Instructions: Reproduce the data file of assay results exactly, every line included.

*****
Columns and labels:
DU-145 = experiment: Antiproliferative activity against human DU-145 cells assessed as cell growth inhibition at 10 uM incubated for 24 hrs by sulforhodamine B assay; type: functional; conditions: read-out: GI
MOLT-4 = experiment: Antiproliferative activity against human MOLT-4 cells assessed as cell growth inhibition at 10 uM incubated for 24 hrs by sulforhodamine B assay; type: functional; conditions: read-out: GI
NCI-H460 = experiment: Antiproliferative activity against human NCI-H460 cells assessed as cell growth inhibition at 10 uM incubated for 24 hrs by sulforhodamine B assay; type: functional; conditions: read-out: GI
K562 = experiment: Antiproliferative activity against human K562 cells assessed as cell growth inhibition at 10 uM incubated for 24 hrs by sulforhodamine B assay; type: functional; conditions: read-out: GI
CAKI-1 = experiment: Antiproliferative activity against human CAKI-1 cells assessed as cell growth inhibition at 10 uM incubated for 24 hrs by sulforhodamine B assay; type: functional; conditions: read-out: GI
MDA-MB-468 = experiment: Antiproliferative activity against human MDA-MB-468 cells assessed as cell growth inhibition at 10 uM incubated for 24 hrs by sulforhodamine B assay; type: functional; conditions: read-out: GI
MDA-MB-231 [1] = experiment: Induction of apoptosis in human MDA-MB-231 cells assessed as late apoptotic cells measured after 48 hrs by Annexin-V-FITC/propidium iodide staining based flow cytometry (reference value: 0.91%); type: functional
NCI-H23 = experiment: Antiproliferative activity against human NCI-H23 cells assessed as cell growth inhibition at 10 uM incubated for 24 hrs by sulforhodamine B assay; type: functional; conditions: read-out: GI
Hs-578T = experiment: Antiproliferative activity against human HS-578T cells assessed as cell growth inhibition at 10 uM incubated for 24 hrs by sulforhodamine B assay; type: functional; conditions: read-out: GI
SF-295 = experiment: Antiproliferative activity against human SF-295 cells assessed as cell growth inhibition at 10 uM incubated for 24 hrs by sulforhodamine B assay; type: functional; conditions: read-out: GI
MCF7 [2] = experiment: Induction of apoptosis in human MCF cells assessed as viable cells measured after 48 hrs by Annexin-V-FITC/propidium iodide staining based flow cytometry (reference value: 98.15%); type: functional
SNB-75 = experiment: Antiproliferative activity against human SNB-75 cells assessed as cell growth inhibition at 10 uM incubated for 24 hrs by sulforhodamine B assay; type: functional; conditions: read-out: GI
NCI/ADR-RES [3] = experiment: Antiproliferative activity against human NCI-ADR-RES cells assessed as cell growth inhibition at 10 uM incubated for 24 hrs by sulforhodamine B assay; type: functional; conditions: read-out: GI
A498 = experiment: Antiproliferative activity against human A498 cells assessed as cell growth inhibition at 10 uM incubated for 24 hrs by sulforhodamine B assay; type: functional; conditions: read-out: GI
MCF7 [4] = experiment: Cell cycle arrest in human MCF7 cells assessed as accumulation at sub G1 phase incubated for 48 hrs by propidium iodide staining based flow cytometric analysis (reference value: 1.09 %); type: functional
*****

Columns and labels:
DU-145 = experiment: Antiproliferative activity against human DU-145 cells assessed as cell growth inhibition at 10 uM incubated for 24 hrs by sulforhodamine B assay; type: functional; conditions: read-out: GI
MOLT-4 = experiment: Antiproliferative activity against human MOLT-4 cells assessed as cell growth inhibition at 10 uM incubated for 24 hrs by sulforhodamine B assay; type: functional; conditions: read-out: GI
NCI-H460 = experiment: Antiproliferative activity against human NCI-H460 cells assessed as cell growth inhibition at 10 uM incubated for 24 hrs by sulforhodamine B assay; type: functional; conditions: read-out: GI
K562 = experiment: Antiproliferative activity against human K562 cells assessed as cell growth inhibition at 10 uM incubated for 24 hrs by sulforhodamine B assay; type: functional; conditions: read-out: GI
CAKI-1 = experiment: Antiproliferative activity against human CAKI-1 cells assessed as cell growth inhibition at 10 uM incubated for 24 hrs by sulforhodamine B assay; type: functional; conditions: read-out: GI
MDA-MB-468 = experiment: Antiproliferative activity against human MDA-MB-468 cells assessed as cell growth inhibition at 10 uM incubated for 24 hrs by sulforhodamine B assay; type: functional; conditions: read-out: GI
MDA-MB-231 [1] = experiment: Induction of apoptosis in human MDA-MB-231 cells assessed as late apoptotic cells measured after 48 hrs by Annexin-V-FITC/propidium iodide staining based flow cytometry (reference value: 0.91%); type: functional
NCI-H23 = experiment: Antiproliferative activity against human NCI-H23 cells assessed as cell growth inhibition at 10 uM incubated for 24 hrs by sulforhodamine B assay; type: functional; conditions: read-out: GI
Hs-578T = experiment: Antiproliferative activity against human HS-578T cells assessed as cell growth inhibition at 10 uM incubated for 24 hrs by sulforhodamine B assay; type: functional; conditions: read-out: GI
SF-295 = experiment: Antiproliferative activity against human SF-295 cells assessed as cell growth inhibition at 10 uM incubated for 24 hrs by sulforhodamine B assay; type: functional; conditions: read-out: GI
MCF7 [2] = experiment: Induction of apoptosis in human MCF cells assessed as viable cells measured after 48 hrs by Annexin-V-FITC/propidium iodide staining based flow cytometry (reference value: 98.15%); type: functional
SNB-75 = experiment: Antiproliferative activity against human SNB-75 cells assessed as cell growth inhibition at 10 uM incubated for 24 hrs by sulforhodamine B assay; type: functional; conditions: read-out: GI
NCI/ADR-RES [3] = experiment: Antiproliferative activity against human NCI-ADR-RES cells assessed as cell growth inhibition at 10 uM incubated for 24 hrs by sulforhodamine B assay; type: functional; conditions: read-out: GI
A498 = experiment: Antiproliferative activity against human A498 cells assessed as cell growth inhibition at 10 uM incubated for 24 hrs by sulforhodamine B assay; type: functional; conditions: read-out: GI
MCF7 [4] = experiment: Cell cycle arrest in human MCF7 cells assessed as accumulation at sub G1 phase incubated for 48 hrs by propidium iodide staining based flow cytometric analysis (reference value: 1.09 %); type: functional